What do you do with leftover wine? Occasionally I open a bottle for myself when I am not entertaining, but often I only drink a glass and a half. I own a wine saver pump, which keeps the oxygen out and let’s me enjoy the rest the following day. But what about those days when you have half-full (you see, I’m an optimist) bottles of wine left over after a party?! You might not be in the mood to have more wine and it’s not exactly very tempting to have the leftovers if the bottles have been standing around uncorked.
I actually have a few people close to me who enjoy good food, but frequently surprise me (or maybe I should say: shock me!) when they cheerfully offer me a wine that we opened together 2-3 months ago: “Hey, I still have the wine we had last time you came ‘round we could continue drinking that for dinner.” Unbelievable! Time and again I gently explain that this is wine and not a liquor.
I vowed to myself that I won’t leave someone with leftover wine, but turn it into a delicious dish before I go. The identity of the people won’t be disclosed here because I don’t want to shame or ridicule anybody. So last time I was about to leave one of those dearly loved wine philistines I convinced them that the red wine from last night better be turned into a compote. I saw some red plums and organic orange in a fruit bowl in their kitchen and thought: bingo! I halved and pitted the plums, shaved a long strip off the orange, cooked them with the red wine, sugar, some water and a bayleaf until tender but not mushy. The person I made this compote for was sceptical, but three hours later when I was on the train home I was happy to receive a text saying: Oh god, that plum and red wine compote is DELICIOUS! I enjoyed it with yogurt. You have to make this AGAIN!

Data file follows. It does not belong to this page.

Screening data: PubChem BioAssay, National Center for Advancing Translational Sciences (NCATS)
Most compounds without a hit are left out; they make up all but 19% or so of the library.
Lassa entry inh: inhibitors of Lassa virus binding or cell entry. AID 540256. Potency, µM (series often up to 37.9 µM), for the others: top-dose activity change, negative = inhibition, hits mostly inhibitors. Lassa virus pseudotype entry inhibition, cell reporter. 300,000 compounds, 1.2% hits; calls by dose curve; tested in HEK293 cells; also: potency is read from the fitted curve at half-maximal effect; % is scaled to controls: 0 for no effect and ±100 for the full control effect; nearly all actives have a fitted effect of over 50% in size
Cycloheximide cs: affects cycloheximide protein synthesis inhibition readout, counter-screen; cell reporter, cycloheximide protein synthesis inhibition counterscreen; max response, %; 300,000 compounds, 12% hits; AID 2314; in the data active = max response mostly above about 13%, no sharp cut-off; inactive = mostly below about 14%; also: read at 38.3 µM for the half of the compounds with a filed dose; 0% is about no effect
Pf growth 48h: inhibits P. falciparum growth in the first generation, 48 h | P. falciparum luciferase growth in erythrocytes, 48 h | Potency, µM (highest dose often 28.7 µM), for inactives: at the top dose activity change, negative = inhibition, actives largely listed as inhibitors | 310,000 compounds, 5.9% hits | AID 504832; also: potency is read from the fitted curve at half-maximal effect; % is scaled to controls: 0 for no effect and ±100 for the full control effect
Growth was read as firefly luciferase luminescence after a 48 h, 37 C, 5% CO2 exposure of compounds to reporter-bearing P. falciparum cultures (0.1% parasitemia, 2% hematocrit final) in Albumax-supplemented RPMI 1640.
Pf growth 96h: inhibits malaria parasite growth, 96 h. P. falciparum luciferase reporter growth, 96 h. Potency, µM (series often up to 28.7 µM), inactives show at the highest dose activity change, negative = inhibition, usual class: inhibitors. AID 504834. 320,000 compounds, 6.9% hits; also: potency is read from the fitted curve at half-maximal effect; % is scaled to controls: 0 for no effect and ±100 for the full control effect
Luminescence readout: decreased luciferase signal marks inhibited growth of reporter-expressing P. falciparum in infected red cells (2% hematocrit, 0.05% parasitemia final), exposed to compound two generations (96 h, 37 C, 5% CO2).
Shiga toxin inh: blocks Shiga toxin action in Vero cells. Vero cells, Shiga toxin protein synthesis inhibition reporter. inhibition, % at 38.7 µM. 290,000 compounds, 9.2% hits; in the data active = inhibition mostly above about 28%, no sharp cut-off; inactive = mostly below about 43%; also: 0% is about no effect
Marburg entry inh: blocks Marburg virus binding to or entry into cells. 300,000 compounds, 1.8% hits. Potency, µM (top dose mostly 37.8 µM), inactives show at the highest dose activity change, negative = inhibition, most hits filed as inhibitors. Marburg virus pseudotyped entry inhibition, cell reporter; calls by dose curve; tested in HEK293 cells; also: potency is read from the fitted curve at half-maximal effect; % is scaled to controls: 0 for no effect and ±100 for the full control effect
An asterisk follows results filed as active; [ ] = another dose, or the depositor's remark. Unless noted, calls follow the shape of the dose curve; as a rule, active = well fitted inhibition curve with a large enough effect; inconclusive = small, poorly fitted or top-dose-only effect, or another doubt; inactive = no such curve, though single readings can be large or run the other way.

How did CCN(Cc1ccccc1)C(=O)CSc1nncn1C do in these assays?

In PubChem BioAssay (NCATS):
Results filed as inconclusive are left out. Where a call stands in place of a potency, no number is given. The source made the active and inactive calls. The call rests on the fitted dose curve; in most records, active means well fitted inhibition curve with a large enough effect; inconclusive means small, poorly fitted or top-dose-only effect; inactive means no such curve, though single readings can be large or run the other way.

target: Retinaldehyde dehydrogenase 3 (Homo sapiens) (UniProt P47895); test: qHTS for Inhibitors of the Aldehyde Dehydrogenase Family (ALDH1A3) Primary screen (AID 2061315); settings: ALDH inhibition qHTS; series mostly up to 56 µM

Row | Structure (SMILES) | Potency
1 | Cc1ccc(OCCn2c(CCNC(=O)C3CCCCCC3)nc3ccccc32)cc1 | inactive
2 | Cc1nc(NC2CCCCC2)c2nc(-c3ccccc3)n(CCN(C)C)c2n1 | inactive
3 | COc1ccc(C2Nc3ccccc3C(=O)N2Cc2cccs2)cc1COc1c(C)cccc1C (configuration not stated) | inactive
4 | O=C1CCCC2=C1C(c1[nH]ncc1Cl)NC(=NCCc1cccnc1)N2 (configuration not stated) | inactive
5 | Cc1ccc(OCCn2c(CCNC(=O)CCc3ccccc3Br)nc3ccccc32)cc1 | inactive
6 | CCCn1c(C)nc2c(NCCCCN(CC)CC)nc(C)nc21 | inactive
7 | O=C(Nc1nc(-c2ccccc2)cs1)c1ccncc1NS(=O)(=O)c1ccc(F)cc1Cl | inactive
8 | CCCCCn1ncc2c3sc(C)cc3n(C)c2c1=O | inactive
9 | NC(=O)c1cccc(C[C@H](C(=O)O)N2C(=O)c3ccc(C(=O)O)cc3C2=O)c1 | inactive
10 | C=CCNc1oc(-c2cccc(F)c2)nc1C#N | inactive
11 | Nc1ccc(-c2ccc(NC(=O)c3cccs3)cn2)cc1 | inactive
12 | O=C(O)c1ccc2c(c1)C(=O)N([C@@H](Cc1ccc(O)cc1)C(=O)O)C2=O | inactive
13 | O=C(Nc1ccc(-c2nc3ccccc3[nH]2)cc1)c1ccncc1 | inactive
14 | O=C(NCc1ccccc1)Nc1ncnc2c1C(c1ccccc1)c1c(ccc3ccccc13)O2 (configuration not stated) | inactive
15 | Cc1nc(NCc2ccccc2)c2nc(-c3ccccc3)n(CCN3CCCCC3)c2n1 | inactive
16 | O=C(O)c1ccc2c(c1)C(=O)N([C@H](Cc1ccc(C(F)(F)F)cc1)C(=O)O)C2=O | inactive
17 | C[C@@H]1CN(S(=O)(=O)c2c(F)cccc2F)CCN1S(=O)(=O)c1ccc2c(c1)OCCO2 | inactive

If you have white wine or rosé leftover, feel free to pair that with fruit and other herbs or spices of your choice. I cannot give exact quantities here, since it will depend on the amount of wine you have leftover, this is a rough estimate based on a half a bottle of wine. Enjoy on its own, as a topping for pancakes, rice pudding or ice cream.
ca. 375 ml of red wine
4-5 red plums, halved and pitted
skin of one organic orange, thinly shaved off with a vegetable peeler
half a cup of caster sugar
1 bay leaf
Put the plums into a small saucepan, add the sugar, bay leaf and orange peel and pour over the wine. If the plums are not fully covered, add a bit of water. Bring to simmer and cook gently for 5-8 minutes until soft. They shouldn’t turn mushy. Remove from the heat and let cool. Remove the orange peel and bayleaf before serving.